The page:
There is this great line in the movie When Harry Met Sally about classifying women (or men, for that matter). There are three types. First is the high-maintenance type and we all know who they are. Second is the low-maintenance laid-back easy-going type. The third is the trickiest. As Harry says, this is a “high-maintenance (woman) who thinks she is a low-maintenance (woman)”.
The same could be said with men and travel. You think that it is the dads who are easy-going with respect to vacations. And maybe they are. But when it comes to business travel, it is a whole new world.
Men are more finicky than women when it comes to business luggage. Or perhaps it is a toss. Perhaps because they travel more often, men have very fixed views on say, what constitutes good briefs—or for that matter, a good briefcase. It has to have two large flaps, plus enough pockets for devices, plus a pullout keyring so you ain’t fishing for house keys at midnight. Just writing down this list of requirements is enough to make a designer exhausted.
Packing for a business trip isn’t rocket science. Heck, it isn’t even as crazy as planning a menu for dinner guests who are vegan or won’t eat shellfish or want free-range beef from happy holy cows. But somehow, men get strangely finicky and inflexible when it comes to overnight business trips. Everything has to be just so. Why?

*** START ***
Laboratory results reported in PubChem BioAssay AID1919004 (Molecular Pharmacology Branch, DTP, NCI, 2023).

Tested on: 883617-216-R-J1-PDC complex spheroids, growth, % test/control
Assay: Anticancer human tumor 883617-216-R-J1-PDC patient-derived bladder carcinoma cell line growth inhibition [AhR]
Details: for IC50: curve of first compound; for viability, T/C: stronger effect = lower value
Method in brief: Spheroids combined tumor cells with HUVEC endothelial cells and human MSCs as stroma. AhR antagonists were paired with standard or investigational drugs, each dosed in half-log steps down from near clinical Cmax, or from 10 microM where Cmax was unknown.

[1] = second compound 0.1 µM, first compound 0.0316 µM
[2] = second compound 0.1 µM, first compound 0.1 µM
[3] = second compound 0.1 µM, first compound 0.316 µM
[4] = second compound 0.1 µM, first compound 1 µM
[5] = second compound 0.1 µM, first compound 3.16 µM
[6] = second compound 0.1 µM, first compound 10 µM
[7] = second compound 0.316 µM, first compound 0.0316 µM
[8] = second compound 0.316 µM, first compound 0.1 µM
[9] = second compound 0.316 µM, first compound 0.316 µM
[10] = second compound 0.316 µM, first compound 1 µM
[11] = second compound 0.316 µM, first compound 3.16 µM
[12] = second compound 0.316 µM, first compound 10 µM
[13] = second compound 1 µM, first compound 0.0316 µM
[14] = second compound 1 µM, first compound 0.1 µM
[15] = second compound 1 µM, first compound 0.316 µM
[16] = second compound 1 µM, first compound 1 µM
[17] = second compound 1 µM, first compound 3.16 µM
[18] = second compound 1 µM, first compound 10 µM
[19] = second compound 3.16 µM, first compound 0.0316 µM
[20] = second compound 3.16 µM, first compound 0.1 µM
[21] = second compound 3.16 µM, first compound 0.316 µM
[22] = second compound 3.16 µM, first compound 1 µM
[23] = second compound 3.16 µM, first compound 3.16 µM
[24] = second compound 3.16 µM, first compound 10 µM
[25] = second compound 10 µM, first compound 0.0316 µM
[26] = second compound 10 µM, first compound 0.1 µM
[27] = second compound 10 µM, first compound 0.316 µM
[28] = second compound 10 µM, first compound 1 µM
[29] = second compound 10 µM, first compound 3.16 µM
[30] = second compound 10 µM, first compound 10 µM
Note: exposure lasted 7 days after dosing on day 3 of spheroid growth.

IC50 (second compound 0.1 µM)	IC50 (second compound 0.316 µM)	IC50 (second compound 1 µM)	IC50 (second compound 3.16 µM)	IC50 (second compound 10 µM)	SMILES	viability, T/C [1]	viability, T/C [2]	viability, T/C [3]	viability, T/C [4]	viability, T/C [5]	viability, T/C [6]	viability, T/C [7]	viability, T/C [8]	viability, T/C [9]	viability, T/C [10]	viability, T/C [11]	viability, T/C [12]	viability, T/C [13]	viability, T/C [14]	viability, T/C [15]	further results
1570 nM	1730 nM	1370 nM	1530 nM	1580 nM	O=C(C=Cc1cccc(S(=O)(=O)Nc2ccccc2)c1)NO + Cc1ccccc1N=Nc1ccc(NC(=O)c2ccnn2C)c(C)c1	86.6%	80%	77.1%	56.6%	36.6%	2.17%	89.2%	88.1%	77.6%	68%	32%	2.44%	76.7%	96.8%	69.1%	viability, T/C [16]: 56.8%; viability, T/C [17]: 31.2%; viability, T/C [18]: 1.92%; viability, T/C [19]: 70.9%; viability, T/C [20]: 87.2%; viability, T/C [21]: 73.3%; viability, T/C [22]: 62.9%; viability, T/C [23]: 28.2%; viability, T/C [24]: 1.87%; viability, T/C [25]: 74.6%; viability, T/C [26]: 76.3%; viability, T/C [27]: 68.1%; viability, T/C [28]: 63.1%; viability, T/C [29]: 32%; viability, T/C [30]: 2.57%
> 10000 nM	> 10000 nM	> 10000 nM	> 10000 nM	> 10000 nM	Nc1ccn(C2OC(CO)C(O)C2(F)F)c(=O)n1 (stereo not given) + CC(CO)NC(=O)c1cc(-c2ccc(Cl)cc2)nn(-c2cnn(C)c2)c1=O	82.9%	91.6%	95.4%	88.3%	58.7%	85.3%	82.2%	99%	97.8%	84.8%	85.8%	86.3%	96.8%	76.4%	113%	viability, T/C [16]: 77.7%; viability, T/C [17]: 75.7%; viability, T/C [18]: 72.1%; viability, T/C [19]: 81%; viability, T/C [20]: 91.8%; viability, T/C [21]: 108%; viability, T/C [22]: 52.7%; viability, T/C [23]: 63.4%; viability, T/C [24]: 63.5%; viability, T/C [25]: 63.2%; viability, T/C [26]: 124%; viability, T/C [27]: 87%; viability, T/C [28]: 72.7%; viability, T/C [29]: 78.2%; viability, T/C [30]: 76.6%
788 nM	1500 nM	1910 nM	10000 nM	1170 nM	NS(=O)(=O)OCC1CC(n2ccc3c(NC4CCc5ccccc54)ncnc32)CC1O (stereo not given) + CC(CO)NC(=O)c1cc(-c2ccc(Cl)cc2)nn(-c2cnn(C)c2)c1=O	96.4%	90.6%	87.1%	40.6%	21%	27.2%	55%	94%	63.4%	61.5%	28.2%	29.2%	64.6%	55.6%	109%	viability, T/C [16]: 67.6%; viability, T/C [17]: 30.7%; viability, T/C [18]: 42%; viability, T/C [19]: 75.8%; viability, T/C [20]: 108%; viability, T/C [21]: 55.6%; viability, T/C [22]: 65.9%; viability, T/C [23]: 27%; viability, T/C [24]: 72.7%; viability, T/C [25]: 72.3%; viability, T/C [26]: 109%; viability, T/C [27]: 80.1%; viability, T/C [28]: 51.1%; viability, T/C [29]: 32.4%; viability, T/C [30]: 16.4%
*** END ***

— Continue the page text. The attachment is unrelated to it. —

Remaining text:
For a married man, however happily so, the realms of control are shrinking. The irony is that he doesn’t realize it. So he seeks areas where he has a semblance of command. Packing for a business trip is one. Nobody—not spouse, not children—can interfere, not that they’d want to. It is almost as if the poor married sod wants to tick off every quality that his wife and life lacks, and control for every variable—things that he cannot do at home. What he has ceded as erstwhile master of the universe, he recaptures with business luggage. It is like a full-blown identity crisis.
The problem begins with job title and description. Are you a leather-goods kinda guy, or are you the laid-back Silicon Valley T-shirt and backpack kinda guy? This briefcase, or more aptly, backpack, is for the latter.
Today’s trips are a one-night stand or stopover. You go for a day or two to multiple locations. The question is which luggage will work. Choosing the right piece of luggage for your business trips is like choosing a date. It depends on not just what they are like, but also what you are like (or what you think you are like).
Are you a rugged individualist who carries backpacks rigged with straps for equipment? Or are you a sleek, dapper dude? Are you someone who likes all options open? If so, Eagle Creek’s Convertabrief is for you.
How many times have you gone on a business trip with an extra handbag or backpack for local forays—either to shop or visit a museum, should you be culturally inclined? How many times have you forgotten said extra backpack?